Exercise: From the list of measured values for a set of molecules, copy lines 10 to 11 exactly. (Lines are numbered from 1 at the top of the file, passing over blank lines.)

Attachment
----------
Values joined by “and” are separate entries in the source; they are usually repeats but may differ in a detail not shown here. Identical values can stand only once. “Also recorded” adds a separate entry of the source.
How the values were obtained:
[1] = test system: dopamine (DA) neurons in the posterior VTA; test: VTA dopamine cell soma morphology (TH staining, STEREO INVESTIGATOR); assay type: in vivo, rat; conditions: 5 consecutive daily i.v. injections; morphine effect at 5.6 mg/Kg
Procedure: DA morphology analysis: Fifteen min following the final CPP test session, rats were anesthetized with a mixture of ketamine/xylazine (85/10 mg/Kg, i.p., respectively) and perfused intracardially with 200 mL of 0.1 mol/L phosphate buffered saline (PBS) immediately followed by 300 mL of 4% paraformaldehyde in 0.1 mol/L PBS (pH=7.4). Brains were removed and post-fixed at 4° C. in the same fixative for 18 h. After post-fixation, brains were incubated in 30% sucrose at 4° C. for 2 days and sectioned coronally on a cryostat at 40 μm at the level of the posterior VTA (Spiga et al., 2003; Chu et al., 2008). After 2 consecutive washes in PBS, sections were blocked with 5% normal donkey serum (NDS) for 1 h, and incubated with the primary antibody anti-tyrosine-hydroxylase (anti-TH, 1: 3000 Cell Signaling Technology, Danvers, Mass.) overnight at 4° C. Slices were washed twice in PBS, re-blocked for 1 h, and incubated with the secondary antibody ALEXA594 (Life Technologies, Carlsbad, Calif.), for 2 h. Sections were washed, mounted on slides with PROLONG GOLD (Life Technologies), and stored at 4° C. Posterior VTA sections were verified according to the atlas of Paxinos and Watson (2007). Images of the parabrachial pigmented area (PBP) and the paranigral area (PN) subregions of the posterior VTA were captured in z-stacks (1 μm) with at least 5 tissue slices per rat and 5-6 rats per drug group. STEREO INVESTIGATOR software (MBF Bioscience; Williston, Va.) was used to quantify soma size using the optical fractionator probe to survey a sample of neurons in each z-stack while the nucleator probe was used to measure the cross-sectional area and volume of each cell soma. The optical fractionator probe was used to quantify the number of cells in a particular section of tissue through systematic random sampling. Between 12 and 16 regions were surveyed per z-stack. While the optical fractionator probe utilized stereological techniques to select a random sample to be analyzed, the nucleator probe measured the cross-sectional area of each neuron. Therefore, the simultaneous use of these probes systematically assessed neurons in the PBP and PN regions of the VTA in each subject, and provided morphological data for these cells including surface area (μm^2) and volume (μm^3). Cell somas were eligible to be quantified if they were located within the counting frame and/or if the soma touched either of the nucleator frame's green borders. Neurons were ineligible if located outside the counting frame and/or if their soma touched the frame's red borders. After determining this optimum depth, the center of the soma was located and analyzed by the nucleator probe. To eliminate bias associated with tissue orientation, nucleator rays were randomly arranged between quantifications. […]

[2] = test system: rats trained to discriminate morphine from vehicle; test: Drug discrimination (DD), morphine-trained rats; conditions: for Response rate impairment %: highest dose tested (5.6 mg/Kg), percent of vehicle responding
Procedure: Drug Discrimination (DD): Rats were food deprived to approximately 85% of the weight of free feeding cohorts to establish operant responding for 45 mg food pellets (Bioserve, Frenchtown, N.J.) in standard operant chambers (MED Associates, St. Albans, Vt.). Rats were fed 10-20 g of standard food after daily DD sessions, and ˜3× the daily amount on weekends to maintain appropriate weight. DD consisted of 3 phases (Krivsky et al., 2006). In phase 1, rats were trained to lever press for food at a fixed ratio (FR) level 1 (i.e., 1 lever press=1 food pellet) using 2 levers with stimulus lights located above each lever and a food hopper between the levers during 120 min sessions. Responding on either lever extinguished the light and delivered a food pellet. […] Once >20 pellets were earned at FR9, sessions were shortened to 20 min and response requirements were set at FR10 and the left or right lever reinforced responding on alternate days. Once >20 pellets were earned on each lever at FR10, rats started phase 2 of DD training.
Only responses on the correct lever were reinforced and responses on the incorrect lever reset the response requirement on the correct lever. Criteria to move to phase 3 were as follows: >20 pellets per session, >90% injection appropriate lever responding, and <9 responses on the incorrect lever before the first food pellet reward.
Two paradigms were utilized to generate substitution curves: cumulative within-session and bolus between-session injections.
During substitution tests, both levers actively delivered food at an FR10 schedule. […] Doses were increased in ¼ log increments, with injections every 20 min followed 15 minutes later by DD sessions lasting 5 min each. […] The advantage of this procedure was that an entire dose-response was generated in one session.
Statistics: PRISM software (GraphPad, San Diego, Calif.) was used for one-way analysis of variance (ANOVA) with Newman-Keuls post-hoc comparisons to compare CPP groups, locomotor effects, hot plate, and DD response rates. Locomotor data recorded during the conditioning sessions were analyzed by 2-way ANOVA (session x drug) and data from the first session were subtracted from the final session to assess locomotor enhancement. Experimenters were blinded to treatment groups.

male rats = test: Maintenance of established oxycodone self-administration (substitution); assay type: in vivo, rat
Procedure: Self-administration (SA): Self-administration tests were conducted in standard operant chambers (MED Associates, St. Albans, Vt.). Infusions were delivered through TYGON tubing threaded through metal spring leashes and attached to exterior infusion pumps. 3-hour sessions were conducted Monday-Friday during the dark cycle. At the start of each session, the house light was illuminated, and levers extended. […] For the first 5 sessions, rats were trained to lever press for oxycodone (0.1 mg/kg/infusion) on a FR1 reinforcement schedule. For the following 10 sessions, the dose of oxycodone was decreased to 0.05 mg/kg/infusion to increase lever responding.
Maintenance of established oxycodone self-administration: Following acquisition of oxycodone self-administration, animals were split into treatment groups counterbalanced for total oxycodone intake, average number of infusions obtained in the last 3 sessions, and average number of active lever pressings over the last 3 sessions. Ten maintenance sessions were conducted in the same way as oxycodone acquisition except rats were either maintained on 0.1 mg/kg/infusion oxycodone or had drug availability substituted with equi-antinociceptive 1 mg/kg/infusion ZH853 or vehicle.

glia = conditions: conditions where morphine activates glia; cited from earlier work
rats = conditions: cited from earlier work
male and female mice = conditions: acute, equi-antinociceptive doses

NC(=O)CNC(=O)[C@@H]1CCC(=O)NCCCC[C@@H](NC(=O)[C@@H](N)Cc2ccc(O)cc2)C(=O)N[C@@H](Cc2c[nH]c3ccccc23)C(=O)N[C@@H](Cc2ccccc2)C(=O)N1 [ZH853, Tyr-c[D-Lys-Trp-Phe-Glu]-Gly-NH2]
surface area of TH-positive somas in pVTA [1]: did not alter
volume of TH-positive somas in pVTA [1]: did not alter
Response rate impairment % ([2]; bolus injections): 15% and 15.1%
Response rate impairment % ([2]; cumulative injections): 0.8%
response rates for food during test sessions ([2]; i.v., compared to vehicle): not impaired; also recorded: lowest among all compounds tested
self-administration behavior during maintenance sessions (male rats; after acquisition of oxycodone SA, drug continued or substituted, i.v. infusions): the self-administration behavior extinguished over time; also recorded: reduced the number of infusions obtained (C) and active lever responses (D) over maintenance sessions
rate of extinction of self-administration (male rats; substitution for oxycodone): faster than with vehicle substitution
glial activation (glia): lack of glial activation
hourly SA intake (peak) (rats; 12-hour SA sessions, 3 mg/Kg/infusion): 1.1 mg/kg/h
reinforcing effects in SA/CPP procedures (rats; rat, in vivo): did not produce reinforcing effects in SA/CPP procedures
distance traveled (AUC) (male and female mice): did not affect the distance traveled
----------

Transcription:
Statistics: PRISM software (GraphPad, San Diego, Calif.) was used for one-way analysis of variance (ANOVA) with Newman-Keuls post-hoc comparisons to compare CPP groups, locomotor effects, hot plate, and DD response rates. Locomotor data recorded during the conditioning sessions were analyzed by 2-way ANOVA (session x drug) and data from the first session were subtracted from the final session to assess locomotor enhancement. Experimenters were blinded to treatment groups.

male rats = test: Maintenance of established oxycodone self-administration (substitution); assay type: in vivo, rat